A mechanically efficient yet soulless dramatization of the U.S. Navy SEALs in action, “Act of Valor” ultimately misses its target: The hearts and minds of American audiences. Coming on the heels of perhaps the SEALs’ most memorable mission — the raid of Osama bin Laden’s compound and his assassination — this filmic celebration of the SEALs’ derring-do, in a marathon effort spanning two continents and four targets, nevertheless feels as overdone as it is technically precise. Ramrod action will secure muscular opening weekend B.O., but Heartland auds and genre buffs may be the only ones tempted to stay the course.
Kurt Johnstad’s script derives from several actual SEALs operations, but rather than serving up the action more authentically as separate ops, the pic ties them together with a global terror plot that pushes this would-be docudrama closer to the territory occupied by TV’s “24.” What’s gained in conventional narrative build-up is lost in authenticity in a film that was conceived as a chance to depict real SEALs in their element.
Bookended by a letter written and narrated by one of the SEALs (Dave, going only by his first name, as everyone in the unit does), the pic begins Stateside at the San Diego home base of the stalwart unit, led by Lt. Rorke, with Dave as his second-in-command, leading a team comprised of Sonny, Weimy, Ray, Ajay, Mikey and ace interrogator Van O — all played by non-pros who bring real service experience but limited acting ability to their roles. Enjoying a day of surfing and a night on the beach with their families, the guys are super-relaxed for men about to go on a tough mission, with Dave stiffly joking about Rorke and his wife (Ailsa Marshall) expecting a baby.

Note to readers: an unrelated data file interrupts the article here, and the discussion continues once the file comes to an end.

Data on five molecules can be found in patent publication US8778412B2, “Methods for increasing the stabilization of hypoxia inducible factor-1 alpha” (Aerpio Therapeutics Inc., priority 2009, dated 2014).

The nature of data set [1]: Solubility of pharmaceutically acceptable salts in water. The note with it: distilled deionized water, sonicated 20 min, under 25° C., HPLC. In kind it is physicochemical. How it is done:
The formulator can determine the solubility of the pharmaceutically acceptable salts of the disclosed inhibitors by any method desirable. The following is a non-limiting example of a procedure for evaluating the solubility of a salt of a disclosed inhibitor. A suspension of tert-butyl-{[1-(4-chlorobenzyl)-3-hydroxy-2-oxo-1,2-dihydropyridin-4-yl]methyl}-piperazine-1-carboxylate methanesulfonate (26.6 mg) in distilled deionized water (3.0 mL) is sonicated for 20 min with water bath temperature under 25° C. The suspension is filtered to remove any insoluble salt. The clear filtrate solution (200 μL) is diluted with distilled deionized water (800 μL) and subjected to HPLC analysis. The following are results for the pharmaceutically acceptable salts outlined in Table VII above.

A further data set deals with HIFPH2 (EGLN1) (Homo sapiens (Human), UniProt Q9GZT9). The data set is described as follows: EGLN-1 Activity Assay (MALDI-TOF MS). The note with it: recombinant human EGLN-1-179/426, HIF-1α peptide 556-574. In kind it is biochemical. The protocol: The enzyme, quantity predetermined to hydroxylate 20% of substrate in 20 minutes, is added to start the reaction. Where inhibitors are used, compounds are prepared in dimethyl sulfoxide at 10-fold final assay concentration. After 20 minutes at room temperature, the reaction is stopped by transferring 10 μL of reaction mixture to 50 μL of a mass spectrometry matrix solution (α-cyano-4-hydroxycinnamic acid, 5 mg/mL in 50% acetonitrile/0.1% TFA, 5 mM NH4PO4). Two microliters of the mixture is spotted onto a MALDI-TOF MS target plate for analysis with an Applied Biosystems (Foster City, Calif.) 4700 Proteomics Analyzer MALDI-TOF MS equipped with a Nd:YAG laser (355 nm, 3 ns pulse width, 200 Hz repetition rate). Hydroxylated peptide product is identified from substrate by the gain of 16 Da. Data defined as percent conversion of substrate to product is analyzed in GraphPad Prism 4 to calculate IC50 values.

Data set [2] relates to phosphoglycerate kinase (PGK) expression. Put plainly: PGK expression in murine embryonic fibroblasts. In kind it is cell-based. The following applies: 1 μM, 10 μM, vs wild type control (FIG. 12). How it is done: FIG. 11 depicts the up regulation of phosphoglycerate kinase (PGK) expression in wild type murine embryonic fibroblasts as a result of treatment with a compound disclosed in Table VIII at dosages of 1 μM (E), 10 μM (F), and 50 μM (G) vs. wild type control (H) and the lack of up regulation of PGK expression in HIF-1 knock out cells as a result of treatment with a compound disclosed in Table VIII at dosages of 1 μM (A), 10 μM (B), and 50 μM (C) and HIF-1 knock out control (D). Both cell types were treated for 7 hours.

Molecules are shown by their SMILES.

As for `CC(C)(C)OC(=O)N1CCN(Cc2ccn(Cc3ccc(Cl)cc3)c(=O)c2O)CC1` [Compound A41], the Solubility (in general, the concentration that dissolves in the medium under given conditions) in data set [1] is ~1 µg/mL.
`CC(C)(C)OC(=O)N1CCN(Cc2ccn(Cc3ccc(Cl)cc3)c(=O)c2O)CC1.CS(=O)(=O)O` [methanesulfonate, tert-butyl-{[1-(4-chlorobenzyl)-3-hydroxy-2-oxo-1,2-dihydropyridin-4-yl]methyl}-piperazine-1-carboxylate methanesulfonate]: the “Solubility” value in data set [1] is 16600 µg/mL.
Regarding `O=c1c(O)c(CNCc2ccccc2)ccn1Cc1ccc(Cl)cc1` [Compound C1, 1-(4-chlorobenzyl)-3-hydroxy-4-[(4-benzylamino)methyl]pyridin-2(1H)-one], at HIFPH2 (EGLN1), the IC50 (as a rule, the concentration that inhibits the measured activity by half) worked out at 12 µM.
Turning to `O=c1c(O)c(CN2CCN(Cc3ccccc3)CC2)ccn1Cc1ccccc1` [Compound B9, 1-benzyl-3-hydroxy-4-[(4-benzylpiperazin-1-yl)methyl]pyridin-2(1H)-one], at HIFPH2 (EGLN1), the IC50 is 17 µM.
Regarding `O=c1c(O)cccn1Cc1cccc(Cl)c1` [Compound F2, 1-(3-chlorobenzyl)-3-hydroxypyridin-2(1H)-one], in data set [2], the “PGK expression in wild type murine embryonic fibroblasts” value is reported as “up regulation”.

Coinciding with a terror attack on an American school and the U.S. ambassador in the Philippines, CIA agent Morales (Rosalyn Sanchez) is abducted in Costa Rica during her pursuit of international smuggling kingpin Christo (Alex Veadov). Rorke’s unit is given their marching orders, and after an exhilarating parachute jump into the jungle, “extraction” is the name of the game. Though the sequence contains momentary thrills, it’s also shot much like a vidgame, which tends to sap deeper emotional involvement.
The successful mission delivers some bad news: Morales’ cell phone has data linking Christo with Chechen terrorist Abu Shabal (Jason Cottle), suggesting an imminent Stateside terror attack. Veadov’s and Cottle’s over-the-top characterizations trigger flashbacks to scenarios hatched by the multinational cadres of baddies favored by “24,” only with Kiefer Sutherland’s galvanizing Jack Bauer missing from the picture.
The SEALs now must spread out, with a pair headed on an amphibious trek to Somalia to spy on Shabal’s planes loaded, mysteriously, with Filipino men and women, while Van O, with touches of dark wit and menace, interrogates a slimy Christo as the baddie tries to flee to a safe haven in the South Pacific. As seemingly theatrical as the scene is — even echoing hints of chatty, Tarantino-style confrontations — it’s also probably the closest to docu realism; Van O is the only SEAL in the cast who puts over the feeling that this is actually how he goes about his business.
The film finally narrows to a pursuit of Shabal in Mexico, where he’s intending to send his Filipino allies, armed with exceptionally potent suicide bombs, through cross-border tunnels used by Mexican drug cartels. Initial fears that the script will devolve into a political attack on Mexico are averted with the custom caveat that this is a jointly approved U.S.-Mexico operation). The ensuing sequence is skillfully shot slam-bang stuff, with sufficiently cool explosions — and one friendly casualty — that brings the pic full circle.
While the idea to have the SEALs play themselves is a bold one, it is undone by the fact that all but Van O don’t have the acting chops to deliver the material. More problematically, the SEALs seldom emerge as distinct individuals, putting the emphasis on the team above the sort of clear-cut characters auds expect from gung-ho action pics.
Making their first feature outing, producer-directors Scott Waugh and Mouse McCoy command a strong technical team, with d.p. Shane Hurlbut sitting shotgun, and a sound team flexing tremendous audio guns (particularly Jeffery J. Haboush, Larry Benjamin and Eric Justen manning the re-recording mix). Waugh and co-editor Michael Tronick adeptly weave a vast number of camera angles and p.o.v.’s together for a sure, steady flow.